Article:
Chiu et al. studied the antioxidant activity of various pearl powder extracts in a randomized, placebo-controlled trial in 2018. They also investigated the life span–prolonging effects of the powders using wild-type Caenorhabditis elegans. Twenty healthy middle-aged subjects were separated into two groups (experimental and placebo), with 3 g of pearl powder administered in capsules to the former and 3 g of placebo to the latter over 8 weeks. Blood samples taken at the beginning and every 2 weeks during the trial and in the 10th week revealed maximum antioxidant activity of the pearl powder and prolongation of C. elegans lifespan by 18.87%. Subjects using pearl powder demonstrated significant increases in total antioxidant capacity, thiols, glutathione, and enzymic antioxidant activity, along with notably inhibited lipid peroxidation products. The investigators concluded that pearl powder extract acted as a potent antioxidant and its use may be warranted to treat degenerative conditions related to aging.3
A recent study of the perception of blue light on Korean women’s faces using blue pearl pigment revealed that the pigment does indeed elicit the perception of the blue-light effect, notably transparency and gloss, which is particularly valued in Korea.14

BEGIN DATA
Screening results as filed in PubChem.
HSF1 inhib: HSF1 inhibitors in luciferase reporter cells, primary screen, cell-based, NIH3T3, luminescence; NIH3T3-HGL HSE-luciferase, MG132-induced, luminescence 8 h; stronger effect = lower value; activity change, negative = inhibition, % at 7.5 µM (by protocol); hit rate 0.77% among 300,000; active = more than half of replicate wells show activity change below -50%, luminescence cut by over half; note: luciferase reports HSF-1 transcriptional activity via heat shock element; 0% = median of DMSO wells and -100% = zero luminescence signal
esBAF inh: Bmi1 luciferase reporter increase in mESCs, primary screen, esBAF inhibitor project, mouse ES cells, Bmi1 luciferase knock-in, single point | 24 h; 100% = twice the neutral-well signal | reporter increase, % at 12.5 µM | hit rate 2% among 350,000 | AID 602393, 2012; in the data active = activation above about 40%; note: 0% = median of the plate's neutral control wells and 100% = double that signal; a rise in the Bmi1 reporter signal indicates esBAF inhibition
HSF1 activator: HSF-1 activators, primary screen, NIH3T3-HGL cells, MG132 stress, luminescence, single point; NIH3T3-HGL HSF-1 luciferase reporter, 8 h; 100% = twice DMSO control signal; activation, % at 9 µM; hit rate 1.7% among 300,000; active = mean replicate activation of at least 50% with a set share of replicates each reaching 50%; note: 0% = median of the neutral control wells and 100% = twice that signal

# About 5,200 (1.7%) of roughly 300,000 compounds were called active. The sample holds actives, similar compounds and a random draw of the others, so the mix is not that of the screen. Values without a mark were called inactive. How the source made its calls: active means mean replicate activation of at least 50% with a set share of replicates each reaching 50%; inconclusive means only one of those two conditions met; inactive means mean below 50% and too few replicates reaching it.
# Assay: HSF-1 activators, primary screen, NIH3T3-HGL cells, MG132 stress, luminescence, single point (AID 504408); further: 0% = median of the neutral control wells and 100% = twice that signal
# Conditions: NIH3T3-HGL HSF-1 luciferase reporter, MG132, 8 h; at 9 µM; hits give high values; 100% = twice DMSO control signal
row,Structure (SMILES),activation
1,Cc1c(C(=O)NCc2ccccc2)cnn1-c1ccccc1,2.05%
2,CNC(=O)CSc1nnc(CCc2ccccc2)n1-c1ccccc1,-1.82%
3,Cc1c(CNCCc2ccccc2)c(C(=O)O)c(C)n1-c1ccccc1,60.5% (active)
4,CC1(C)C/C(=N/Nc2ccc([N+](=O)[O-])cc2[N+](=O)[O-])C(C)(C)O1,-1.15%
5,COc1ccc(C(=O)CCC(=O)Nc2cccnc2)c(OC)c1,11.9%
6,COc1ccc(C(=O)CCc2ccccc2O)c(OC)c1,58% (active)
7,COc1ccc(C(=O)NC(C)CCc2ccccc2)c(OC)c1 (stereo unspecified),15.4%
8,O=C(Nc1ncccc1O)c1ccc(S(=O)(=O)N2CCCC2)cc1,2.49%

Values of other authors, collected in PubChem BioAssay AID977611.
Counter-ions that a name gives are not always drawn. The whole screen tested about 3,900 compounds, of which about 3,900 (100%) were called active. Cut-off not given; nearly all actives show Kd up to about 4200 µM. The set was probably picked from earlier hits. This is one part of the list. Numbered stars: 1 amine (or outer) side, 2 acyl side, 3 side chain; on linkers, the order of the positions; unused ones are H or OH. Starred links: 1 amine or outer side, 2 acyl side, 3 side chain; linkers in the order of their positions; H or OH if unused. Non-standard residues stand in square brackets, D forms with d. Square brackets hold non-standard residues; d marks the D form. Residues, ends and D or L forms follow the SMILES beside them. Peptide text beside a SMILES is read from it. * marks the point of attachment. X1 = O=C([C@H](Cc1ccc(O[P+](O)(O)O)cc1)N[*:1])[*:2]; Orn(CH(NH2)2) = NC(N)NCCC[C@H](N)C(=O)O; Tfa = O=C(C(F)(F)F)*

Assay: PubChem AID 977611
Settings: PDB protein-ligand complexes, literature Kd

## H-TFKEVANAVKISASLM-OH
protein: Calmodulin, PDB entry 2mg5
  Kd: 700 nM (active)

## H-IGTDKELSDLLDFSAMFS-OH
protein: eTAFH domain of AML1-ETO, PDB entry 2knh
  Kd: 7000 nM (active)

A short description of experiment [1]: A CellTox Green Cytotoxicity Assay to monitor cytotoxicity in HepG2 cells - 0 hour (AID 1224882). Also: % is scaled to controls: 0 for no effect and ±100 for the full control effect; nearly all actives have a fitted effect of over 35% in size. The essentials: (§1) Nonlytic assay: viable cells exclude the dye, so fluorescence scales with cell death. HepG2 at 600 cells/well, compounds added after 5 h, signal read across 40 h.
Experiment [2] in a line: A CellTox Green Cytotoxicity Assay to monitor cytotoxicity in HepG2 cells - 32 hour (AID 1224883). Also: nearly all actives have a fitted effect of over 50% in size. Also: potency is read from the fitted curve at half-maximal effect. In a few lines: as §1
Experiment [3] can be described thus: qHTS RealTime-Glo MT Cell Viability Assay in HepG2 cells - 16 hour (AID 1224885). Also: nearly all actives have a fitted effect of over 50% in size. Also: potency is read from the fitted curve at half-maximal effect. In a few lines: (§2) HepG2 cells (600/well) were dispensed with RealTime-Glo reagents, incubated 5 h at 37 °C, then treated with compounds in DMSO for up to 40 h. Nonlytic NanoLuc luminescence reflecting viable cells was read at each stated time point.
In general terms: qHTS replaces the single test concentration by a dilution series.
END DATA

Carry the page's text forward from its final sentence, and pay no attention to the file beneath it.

The use of mother of pearl and pearl powder in traditional Chinese medicine and as a cosmetic and food additive has a rich and lengthy history. Contemporary research clearly suggests interesting avenues for further investigation and some promising results. Much more research is necessary, though, to delineate the potential roles of pearl powder in the skin care arsenal.
Dr. Baumann is a private practice dermatologist, researcher, author, and entrepreneur who practices in Miami. She founded the Cosmetic Dermatology Center at the University of Miami in 1997. Dr. Baumann wrote two textbooks: “Cosmetic Dermatology: Principles and Practice” (New York: McGraw-Hill, 2002), and “Cosmeceuticals and Cosmetic Ingredients” (New York: McGraw-Hill, 2014), and a New York Times Best Sellers book for consumers, “The Skin Type Solution” (New York: Bantam Dell, 2006). Dr. Baumann has received funding for advisory boards and/or clinical research trials from Allergan, Evolus, Galderma, and Revance. She is the founder and CEO of Skin Type Solutions Franchise Systems. Write to her at email@example.com